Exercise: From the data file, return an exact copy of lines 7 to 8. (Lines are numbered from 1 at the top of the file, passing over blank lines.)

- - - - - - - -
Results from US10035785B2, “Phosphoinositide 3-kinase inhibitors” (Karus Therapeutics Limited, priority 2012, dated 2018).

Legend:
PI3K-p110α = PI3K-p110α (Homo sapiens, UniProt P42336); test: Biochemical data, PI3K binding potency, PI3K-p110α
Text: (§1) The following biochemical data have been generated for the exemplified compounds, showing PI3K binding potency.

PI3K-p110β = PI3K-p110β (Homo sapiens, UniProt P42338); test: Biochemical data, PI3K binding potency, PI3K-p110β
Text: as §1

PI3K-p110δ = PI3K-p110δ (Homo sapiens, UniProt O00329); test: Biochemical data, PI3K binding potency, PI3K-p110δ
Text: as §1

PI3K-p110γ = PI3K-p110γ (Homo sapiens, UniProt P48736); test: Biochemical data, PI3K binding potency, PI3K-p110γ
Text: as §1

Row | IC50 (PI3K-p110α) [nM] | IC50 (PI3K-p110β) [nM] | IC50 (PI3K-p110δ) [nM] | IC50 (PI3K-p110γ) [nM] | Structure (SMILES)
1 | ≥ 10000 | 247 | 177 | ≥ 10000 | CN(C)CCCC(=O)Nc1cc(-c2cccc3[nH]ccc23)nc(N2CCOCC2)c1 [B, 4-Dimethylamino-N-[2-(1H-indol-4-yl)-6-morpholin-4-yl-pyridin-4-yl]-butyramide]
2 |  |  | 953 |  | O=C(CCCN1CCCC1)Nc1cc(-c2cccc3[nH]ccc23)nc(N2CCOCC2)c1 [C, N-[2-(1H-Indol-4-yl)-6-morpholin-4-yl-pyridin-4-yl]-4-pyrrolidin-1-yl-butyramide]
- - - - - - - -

PI3K-p110δ = PI3K-p110δ (Homo sapiens, UniProt O00329); test: Biochemical data, PI3K binding potency, PI3K-p110δ
Text: as §1